the best thing to remember when you come to Thailand are that lying, deception and cheating are important parts of Thai culture. The phoney smiles and "friendly" demeanor are only present when Thais think they will get some money from you. Truth is, Thais do not like farangs for any other reason than money. I have lived here for 2 years now and I can say without question they are the most dishonest, ignorant, racist, xenophobic, anti-intellectual dirtbags I have ever met anywhere I have traveled. The so called "wealthy educated elite" in Thailand are just as untrustworthy and dishonest as people on the streets. Even more hilarious is the fact they love to claim that Thai people are "jai dee" (good hearted) which is about the furthest thing from the truth imaginable. Be on guard for EVERYONE you meet in this place.
this agency is situated at Koh Phangan Island
Please avoid BACKPACKERS THAILAND Travel agency in Haad Rin (full moon party), Thailand, they charge at least double the price (for tickets, hotels, diving...) and most hotels and guesthouses we've talked to in order to change undesirable reservations have blacklisted them and no longer book through their agency. Just a heads up.
keep away from Backpakers.
this is not exactly danger/warning tip, but it is important to have this in my if you are flying to Bangkok and then catch a plane by a budget airline to continue to your other international destination. (in my case it was a flight by Air Asia to Ha Noi).
Air Asia (as well as other budget airlines) doesn't have a check-in counter inside the transfer zone of the Suvarnabhumi Airport. to check-in on an air asia flight one HAVE to go through the passport and customs control, then go through a new check in. there is no other way.
this totally not an issue is one doesn’t need a visa to enter Thailand. so you get your stamp, and go for a check-in. well, yes, you will waste 30 to 60 additional minutes, which is important if one has a narrow window between flights.
In my situation, I had to pay $30 for a visa just to enter the airport and check again for Air Asia flight to Hanoi. when I asked for a double/multiple-entry visa, I was told that they don't issue it at the airport. Should I known about the situation, I would apply for a multiple-entry Thai visa prior to leaving my home country. i thought it was totally unfair, but there was no way around it. so I ended up paying for a Thai visa twice (once to go to Hanoi and second time to enter Bangkok 3 weeks after my Vietnam, Cambodia trip).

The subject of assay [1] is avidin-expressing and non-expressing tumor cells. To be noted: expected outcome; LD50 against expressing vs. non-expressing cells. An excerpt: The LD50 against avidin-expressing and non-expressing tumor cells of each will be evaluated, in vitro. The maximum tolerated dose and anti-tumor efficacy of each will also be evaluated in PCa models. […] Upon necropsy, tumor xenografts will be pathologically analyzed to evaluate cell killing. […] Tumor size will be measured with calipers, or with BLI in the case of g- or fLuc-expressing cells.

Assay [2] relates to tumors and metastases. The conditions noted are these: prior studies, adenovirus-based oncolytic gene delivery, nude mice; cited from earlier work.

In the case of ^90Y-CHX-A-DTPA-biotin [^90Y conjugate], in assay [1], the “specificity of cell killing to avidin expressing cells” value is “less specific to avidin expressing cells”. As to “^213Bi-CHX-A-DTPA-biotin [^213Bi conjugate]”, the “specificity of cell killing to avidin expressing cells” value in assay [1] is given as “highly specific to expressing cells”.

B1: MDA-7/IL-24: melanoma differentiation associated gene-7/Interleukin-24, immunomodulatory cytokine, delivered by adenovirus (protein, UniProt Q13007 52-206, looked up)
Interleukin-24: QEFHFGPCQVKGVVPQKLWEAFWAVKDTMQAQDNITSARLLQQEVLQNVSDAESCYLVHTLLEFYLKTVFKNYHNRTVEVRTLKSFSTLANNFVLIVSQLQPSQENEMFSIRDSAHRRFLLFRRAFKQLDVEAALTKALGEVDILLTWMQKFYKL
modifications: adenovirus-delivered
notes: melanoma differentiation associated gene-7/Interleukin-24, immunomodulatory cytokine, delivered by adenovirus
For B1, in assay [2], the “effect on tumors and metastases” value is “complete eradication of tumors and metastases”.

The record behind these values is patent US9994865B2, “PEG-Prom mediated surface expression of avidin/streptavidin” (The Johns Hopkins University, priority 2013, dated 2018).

Ah, the everlasting Malaria debate. To let you know, you'll never stop reading conflicting information about this. You're going to have to read everything and make the decision yourself.
Basically, you have three pills to choose from (all are prophylactics, not vaccines). Doxycycline is easily the most popular, probably because it's the cheapest. Most people I traveled with throughout Africa and southeast Asia used Doxy and a lot of them got sick off of it. Some of them stopped taking them, and some of them continued to deal with their stomach concerns but it severely limited what they could eat. Doxy is also known to increase your sensitivity to the sun, which is the sole reason I never considered it.
Next you have Larium, probably the second most common choice. I took this and had no problems whatsoever. But most of the horror stories regarding side effects can be attributed to Larium. People have reported having intense nightmares, sometimes even leading to PTSD. But it's important to consider that this is very rare compared to the side effects of Doxy, even rarer than picking up malaria itself. Also, Larium is taken once weekly, as opposed to once daily.